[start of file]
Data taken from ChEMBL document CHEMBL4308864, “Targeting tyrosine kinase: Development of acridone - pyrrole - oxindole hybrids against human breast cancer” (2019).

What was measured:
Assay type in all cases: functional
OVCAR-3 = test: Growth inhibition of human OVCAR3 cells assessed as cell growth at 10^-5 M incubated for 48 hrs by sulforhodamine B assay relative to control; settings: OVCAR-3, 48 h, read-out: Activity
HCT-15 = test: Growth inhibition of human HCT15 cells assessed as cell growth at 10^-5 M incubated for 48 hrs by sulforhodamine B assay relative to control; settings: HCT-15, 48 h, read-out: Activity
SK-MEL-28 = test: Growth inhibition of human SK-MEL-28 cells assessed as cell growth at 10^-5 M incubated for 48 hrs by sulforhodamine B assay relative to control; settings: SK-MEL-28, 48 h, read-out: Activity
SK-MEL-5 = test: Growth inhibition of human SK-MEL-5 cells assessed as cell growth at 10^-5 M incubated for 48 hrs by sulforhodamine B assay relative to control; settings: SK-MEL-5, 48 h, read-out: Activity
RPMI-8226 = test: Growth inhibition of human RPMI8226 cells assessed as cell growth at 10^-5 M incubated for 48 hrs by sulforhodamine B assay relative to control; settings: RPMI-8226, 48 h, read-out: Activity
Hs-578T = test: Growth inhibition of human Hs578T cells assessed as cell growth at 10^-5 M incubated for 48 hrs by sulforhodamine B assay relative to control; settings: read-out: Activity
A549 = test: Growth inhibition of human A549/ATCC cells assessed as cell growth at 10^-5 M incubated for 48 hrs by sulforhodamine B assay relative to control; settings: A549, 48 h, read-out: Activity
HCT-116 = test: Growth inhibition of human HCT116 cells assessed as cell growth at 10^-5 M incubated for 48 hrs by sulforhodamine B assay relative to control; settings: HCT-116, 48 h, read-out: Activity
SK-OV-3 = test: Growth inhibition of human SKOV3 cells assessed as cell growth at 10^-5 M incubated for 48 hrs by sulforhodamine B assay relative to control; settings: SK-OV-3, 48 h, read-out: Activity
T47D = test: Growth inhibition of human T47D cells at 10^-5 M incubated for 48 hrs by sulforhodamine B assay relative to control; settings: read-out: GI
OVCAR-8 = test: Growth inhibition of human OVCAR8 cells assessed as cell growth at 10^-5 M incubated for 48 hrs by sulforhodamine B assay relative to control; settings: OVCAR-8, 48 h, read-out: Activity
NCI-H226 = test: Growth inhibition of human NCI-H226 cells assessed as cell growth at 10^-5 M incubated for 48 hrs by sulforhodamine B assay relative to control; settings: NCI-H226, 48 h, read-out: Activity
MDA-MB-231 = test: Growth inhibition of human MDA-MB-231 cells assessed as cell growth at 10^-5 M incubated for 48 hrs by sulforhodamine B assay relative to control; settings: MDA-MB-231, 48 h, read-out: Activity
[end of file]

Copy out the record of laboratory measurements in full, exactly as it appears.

Data taken from ChEMBL document CHEMBL4308864, “Targeting tyrosine kinase: Development of acridone - pyrrole - oxindole hybrids against human breast cancer” (2019).

What was measured:
Assay type in all cases: functional
OVCAR-3 = test: Growth inhibition of human OVCAR3 cells assessed as cell growth at 10^-5 M incubated for 48 hrs by sulforhodamine B assay relative to control; settings: OVCAR-3, 48 h, read-out: Activity
HCT-15 = test: Growth inhibition of human HCT15 cells assessed as cell growth at 10^-5 M incubated for 48 hrs by sulforhodamine B assay relative to control; settings: HCT-15, 48 h, read-out: Activity
SK-MEL-28 = test: Growth inhibition of human SK-MEL-28 cells assessed as cell growth at 10^-5 M incubated for 48 hrs by sulforhodamine B assay relative to control; settings: SK-MEL-28, 48 h, read-out: Activity
SK-MEL-5 = test: Growth inhibition of human SK-MEL-5 cells assessed as cell growth at 10^-5 M incubated for 48 hrs by sulforhodamine B assay relative to control; settings: SK-MEL-5, 48 h, read-out: Activity
RPMI-8226 = test: Growth inhibition of human RPMI8226 cells assessed as cell growth at 10^-5 M incubated for 48 hrs by sulforhodamine B assay relative to control; settings: RPMI-8226, 48 h, read-out: Activity
Hs-578T = test: Growth inhibition of human Hs578T cells assessed as cell growth at 10^-5 M incubated for 48 hrs by sulforhodamine B assay relative to control; settings: read-out: Activity
A549 = test: Growth inhibition of human A549/ATCC cells assessed as cell growth at 10^-5 M incubated for 48 hrs by sulforhodamine B assay relative to control; settings: A549, 48 h, read-out: Activity
HCT-116 = test: Growth inhibition of human HCT116 cells assessed as cell growth at 10^-5 M incubated for 48 hrs by sulforhodamine B assay relative to control; settings: HCT-116, 48 h, read-out: Activity
SK-OV-3 = test: Growth inhibition of human SKOV3 cells assessed as cell growth at 10^-5 M incubated for 48 hrs by sulforhodamine B assay relative to control; settings: SK-OV-3, 48 h, read-out: Activity
T47D = test: Growth inhibition of human T47D cells at 10^-5 M incubated for 48 hrs by sulforhodamine B assay relative to control; settings: read-out: GI
OVCAR-8 = test: Growth inhibition of human OVCAR8 cells assessed as cell growth at 10^-5 M incubated for 48 hrs by sulforhodamine B assay relative to control; settings: OVCAR-8, 48 h, read-out: Activity
NCI-H226 = test: Growth inhibition of human NCI-H226 cells assessed as cell growth at 10^-5 M incubated for 48 hrs by sulforhodamine B assay relative to control; settings: NCI-H226, 48 h, read-out: Activity
MDA-MB-231 = test: Growth inhibition of human MDA-MB-231 cells assessed as cell growth at 10^-5 M incubated for 48 hrs by sulforhodamine B assay relative to control; settings: MDA-MB-231, 48 h, read-out: Activity